The Big White Review
Paul Barnell (Robin Williams) has a few problems. As the owner of a travel agency out in a small town in Alaska, he doesn’t really earn the kind of money he needs to pay the medical bills for his strung-out, highly-stressed, hyper-active, twitching Tourette’s Syndrome suffering wife Margaret (Holly Hunter), so he tries to obtain a payment from the insurance agency on a claim for his brother Raymond who is missing, presumed dead. Without a body however, the insurance company says he must wait seven years before he can be declared legally dead. Fortunately and co-incidentally, Paul just happens to stumble across a dead body fortuitously left lying in his dumper. Now, if he can just find a way for the body to be discovered with the face unrecognisable, his problems might be over…
…but then again, the body must belong to someone, and sure enough there are a couple of contract killers looking for it – no body, no payment for them either and unfortunately, “Raymond” has since been buried. Not only that, but the insurance company are, quite naturally, suspicious of the sudden discovery of Paul’s missing brother, particularly as, since he appears to be the victim of an accidental death, it ensures Paul a $1million payout. Ted Watters (Giovanni Ribisi), one of the company’s most diligent employees, the kind who are willing to go to extreme lengths on the hint of suspicious circumstances, isn’t going to let that kind of coincidence pass unchallenged. Things can only get worse when the real Raymond (Woody Harrelson) shows up.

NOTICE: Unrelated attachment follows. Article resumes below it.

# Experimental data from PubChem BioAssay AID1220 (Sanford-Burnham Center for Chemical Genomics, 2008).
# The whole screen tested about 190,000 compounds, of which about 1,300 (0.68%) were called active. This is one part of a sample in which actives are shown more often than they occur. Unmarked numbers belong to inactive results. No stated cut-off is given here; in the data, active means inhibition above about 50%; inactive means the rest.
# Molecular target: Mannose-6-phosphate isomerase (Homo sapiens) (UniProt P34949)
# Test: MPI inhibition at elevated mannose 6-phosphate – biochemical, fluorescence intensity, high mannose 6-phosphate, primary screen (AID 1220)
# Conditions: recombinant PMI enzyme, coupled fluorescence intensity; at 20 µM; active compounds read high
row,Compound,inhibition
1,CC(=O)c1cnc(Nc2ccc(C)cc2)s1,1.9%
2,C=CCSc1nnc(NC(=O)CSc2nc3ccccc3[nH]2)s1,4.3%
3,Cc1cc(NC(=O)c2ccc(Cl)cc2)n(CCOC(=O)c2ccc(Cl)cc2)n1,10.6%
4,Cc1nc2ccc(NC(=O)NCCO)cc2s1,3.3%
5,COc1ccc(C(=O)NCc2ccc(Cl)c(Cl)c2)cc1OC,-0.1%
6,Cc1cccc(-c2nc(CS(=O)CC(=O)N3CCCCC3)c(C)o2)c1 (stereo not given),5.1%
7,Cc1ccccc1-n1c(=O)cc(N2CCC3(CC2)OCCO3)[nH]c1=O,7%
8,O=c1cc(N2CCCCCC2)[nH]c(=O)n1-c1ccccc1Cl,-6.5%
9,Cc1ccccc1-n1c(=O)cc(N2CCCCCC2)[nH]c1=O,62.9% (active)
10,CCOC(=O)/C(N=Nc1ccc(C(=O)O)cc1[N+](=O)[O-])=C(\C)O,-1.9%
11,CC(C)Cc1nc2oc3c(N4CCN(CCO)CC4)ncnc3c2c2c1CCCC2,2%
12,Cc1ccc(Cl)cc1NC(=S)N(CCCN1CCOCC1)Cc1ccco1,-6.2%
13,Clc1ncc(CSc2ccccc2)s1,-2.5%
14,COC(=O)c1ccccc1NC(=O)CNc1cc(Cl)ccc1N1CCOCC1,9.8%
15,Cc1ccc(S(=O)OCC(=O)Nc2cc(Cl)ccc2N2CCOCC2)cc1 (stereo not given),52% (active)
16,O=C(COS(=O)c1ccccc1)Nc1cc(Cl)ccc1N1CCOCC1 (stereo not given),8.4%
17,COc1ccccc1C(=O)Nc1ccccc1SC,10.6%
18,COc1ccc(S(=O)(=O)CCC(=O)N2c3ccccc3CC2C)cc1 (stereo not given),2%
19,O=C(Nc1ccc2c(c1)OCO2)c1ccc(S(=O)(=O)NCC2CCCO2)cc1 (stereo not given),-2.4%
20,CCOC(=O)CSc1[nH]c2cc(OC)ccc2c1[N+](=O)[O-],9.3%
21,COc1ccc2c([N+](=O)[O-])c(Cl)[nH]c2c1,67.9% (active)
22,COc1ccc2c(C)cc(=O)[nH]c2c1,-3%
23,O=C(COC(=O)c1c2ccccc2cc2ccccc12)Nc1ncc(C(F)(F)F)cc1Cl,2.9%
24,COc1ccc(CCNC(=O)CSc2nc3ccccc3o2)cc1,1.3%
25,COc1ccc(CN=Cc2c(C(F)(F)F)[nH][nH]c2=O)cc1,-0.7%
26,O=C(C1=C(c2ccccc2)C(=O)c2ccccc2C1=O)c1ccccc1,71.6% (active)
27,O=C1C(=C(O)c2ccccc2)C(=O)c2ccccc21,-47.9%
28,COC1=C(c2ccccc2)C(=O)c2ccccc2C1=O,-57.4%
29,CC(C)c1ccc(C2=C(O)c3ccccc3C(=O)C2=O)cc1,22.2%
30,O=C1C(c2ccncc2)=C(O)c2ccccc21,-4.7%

Let’s get the Fargo comparison out of the way now. A black comedy, set in Alaska in snow covered locations, two incompetent killers and a dead body to be disposed of - the comparisons to the Coen Brothers film are inevitable, and unfortunate. Personally, although I love the Coen Brothers’ films, I’m not as fond of Fargo as most other fans, but it has to be said it handles its black humour with a great deal more sophistication, with more originality, with better characters and, lets face it, with more actual humour than this poor second-hand attempt. To say The Big White has plot holes is pointless - it’s not the kind of film where you would take any of the unlikely coincidences, contrivances, contradictions and just-not-making-any-sense the least bit seriously – but does it have to be so predictable? And does the humour have to be so obvious and laboured? Let’s see how many laughs we can get out of ways to dispose of a corpse! Let’s try to hide it! Let’s try to get it found! Let’s bury it! …Er …Let’s dig it up again! The only fun here is laughing at how unrealistic and weightless the dummy stiff is. And you know the film is trying too hard to be funny when a bunch of cops at the scene of the crime are all posing with big smiles around the corpse for a group photo, unless it’s The Naked Gun - and this isn’t. The film’s other vein of humour that is relentlessly mined is Holly Hunter’s supposed Tourette’s Syndrome, which involves her constantly saying the filthiest phrases at the most inappropriate times – at a funeral in front of a priest, in front of a TV camera etc.